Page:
The rich Buddhist cultural heritage of Mount Emei has a documented history of over 2,000 years, consisting of archaeological sites, important architecture, tombs, ritual spaces, and collections of cultural artefacts, including sculpture, stone inscriptions, calligraphy, painting, and music, among other traditional arts.
Criterion (x): Mount Emei is a site of special significance to conservation and to science for its high floral diversity. The biodiversity of the site is exceptionally rich: some 3,200 plant species in 242 families have been recorded, of which 31 are under national protection and more than 100 species are endemic. This is due to its transitional location at the edge of the Sichuan basin and the eastern Himalayan highlands. Within its elevation range of 2,600 m are found a great variety of vegetation zones including subtropical evergreen broad-leaved forest, mixed evergreen and deciduous broad-leaved forest, mixed broad-leaved and conifer forests, and subalpine conifer forest. This exceptional flora is also rich in animal species with some 2,300 species recorded, including several threatened at a global scale.
Leshan is a city near in Sichuan Province. Sitting on the confluence of the Dadu, Mín and Qingyi rivers it is most famous for its huge riverside cliff-carving of Buddha and nearby Mount Emei; which together are a World Heritage Site. Leshan city has a history of over 3000 years. See Central Leshan. Leshan Ebony Museum. This is well worth a visit if you are not familiar with ebony and the amazing carvings that can be made from it. Some of the displays are a bit tacky but there are some spectacular carvings of famous Chinese literary and legendary scenes. Leshan Giant Buddha. One of the main attraction to see is the Leshan Giant Buddha. The Giant Buddha is a 71 m (230 feet) high sculpture carved into one of the large cliffs by the river. In addition to the Giant Buddha, there are also numerous smaller carvings of various Buddhas on the Grand Buddha Cliff Road [read more].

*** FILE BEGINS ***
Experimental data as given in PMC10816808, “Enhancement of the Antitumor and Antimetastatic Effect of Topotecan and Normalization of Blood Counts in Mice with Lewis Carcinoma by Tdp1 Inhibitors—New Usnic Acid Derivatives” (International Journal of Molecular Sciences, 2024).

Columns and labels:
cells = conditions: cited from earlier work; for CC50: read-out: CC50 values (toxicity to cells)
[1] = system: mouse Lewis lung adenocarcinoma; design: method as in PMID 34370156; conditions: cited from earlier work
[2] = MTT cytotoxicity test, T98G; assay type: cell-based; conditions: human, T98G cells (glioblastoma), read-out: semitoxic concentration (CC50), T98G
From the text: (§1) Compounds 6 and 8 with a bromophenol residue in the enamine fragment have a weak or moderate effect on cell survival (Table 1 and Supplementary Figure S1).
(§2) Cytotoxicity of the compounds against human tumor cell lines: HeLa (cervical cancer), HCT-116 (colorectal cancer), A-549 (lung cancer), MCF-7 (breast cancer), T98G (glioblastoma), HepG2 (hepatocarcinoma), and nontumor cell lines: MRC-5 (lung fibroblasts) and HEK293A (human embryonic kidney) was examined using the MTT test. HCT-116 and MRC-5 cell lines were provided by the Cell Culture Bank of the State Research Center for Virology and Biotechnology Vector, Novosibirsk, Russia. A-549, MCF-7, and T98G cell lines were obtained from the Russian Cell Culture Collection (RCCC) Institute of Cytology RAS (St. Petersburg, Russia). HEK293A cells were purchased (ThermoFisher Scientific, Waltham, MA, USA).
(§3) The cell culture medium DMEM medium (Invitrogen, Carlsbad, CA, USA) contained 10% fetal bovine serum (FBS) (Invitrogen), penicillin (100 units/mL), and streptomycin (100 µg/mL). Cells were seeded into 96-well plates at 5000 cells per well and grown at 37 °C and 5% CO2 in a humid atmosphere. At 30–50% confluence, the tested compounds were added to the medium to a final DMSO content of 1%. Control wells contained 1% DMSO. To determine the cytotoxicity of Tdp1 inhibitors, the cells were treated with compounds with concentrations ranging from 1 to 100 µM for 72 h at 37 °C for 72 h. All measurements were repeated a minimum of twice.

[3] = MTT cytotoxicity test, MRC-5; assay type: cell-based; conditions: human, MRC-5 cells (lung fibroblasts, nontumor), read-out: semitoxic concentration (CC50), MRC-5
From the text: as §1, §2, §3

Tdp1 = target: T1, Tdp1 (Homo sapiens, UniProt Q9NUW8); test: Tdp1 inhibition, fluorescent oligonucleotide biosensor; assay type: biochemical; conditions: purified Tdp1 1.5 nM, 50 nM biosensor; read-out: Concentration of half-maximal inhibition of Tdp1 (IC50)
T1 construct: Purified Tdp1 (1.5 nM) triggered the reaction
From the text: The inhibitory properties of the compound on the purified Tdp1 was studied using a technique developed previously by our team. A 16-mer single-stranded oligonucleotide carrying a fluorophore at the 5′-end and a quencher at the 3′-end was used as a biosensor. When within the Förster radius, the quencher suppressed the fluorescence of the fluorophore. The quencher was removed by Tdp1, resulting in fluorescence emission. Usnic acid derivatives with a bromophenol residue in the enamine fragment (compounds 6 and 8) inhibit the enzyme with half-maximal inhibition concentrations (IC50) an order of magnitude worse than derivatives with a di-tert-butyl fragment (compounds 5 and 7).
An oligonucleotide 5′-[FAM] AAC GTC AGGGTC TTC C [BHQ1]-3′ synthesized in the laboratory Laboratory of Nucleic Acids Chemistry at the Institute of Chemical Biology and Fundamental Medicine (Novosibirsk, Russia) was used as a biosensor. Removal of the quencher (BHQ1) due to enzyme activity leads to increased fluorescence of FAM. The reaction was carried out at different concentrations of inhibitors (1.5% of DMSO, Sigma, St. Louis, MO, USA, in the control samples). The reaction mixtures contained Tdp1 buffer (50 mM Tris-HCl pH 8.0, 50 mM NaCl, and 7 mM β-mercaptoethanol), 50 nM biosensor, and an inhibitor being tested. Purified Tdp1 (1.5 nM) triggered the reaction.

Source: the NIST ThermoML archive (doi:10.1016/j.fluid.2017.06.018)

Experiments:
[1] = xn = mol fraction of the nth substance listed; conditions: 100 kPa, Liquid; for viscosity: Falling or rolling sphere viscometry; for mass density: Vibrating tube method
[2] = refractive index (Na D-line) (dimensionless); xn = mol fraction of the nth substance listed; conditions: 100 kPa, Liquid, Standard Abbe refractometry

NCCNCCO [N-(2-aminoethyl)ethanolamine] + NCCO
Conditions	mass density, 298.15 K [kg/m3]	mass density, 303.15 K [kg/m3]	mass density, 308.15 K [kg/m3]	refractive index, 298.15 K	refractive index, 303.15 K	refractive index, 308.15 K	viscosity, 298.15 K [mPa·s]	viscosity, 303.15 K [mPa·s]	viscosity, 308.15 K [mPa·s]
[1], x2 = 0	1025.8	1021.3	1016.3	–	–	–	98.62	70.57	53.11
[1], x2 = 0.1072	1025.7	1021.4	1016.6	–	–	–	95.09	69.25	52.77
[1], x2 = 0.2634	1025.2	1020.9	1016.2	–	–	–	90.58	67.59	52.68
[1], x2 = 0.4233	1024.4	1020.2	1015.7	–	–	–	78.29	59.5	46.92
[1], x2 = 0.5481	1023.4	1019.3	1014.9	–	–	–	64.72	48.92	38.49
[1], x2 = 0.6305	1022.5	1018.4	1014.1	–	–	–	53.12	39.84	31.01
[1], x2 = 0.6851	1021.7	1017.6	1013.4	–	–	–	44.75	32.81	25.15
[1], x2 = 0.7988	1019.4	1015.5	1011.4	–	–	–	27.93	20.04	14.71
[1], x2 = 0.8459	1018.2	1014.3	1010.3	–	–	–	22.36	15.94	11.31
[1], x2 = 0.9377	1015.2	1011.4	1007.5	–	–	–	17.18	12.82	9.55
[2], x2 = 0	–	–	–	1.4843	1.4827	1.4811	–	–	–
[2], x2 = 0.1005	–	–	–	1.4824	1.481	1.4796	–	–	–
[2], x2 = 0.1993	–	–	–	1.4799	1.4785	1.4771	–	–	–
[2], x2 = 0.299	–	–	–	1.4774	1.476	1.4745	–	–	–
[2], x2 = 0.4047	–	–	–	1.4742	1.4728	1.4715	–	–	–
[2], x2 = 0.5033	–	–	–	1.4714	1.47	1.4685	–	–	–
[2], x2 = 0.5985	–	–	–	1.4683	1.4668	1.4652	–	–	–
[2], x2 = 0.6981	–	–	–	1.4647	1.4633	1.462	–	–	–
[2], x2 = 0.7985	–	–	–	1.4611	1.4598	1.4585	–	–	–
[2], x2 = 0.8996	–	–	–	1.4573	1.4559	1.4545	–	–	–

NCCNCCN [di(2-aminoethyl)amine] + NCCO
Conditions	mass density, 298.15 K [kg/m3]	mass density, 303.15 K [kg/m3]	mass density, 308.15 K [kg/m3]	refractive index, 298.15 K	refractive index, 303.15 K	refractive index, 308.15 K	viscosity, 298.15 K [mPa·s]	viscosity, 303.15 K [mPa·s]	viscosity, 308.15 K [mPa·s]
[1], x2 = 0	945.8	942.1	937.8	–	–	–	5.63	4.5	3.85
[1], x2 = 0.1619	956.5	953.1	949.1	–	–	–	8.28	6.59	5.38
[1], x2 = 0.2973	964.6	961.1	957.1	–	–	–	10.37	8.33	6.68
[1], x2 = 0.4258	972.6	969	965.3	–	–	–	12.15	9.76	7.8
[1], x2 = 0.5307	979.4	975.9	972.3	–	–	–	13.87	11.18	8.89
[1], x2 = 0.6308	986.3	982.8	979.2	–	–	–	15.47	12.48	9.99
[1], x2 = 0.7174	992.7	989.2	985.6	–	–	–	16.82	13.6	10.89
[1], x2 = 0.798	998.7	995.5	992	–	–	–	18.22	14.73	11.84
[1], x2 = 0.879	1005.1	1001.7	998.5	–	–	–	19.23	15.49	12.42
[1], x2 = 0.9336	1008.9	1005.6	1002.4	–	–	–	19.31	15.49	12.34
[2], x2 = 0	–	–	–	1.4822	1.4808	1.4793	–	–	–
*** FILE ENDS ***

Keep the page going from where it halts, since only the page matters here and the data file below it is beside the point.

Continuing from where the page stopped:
Zigong is a city in East Sichuan. See Zigong Dinosaur Museum. Located on top of the Dashanpu Formation, China’s most famous dinosaur fossil site, where hundreds of dinosaur fossils have been found since the 1970s. The museum was the first museum in China to be devoted exclusively to dinosaurs. The museum is quite large, covering a surface area of 25,000 m² and display area of 3600 m². Besides the usual displays, one can also view an excavation pit where fossils have been unearthed. Zigong Salt History Museum is housed inside what used to be a guild hall for salt merchants.The exquisite decor is representative of the wood and rock carving styles of the Qing dynasty. The Shenhai Well is a one-kilometre-deep salt well that was constructed in 1835. It is the only traditional salt well in China that is still being used to this day. China Lantern Museum [read more].
Chengdu is the provincial capital and largest city of Sichuan Province in southwest China. Chengdu is on the edge of the fertile plains of the Red Basin in China’s Sichuan Province. Due to its agricultural wealth, Chengdu is sometimes called the “Heavenly Land of Plenty”. The Funan River bisects the city, although boat traffic, common until the 1960s, has all but vanished. The Chengdu administrative area is home to more than 14 million people, with about 10 million of them in the Chengdu urban area. Chengdu has the reputation as a very “laid-back” city that emphasizes culture and relaxation. As a result of this and much green space, it is ranked one of the most livable mega-cities in China. It is credited with a good nightlife scene, and contains many new western style buildings in the large city center. Summer weather is hot and humid, as the city is surrounded by small mountains to the east and sits in the Red Basin [read more].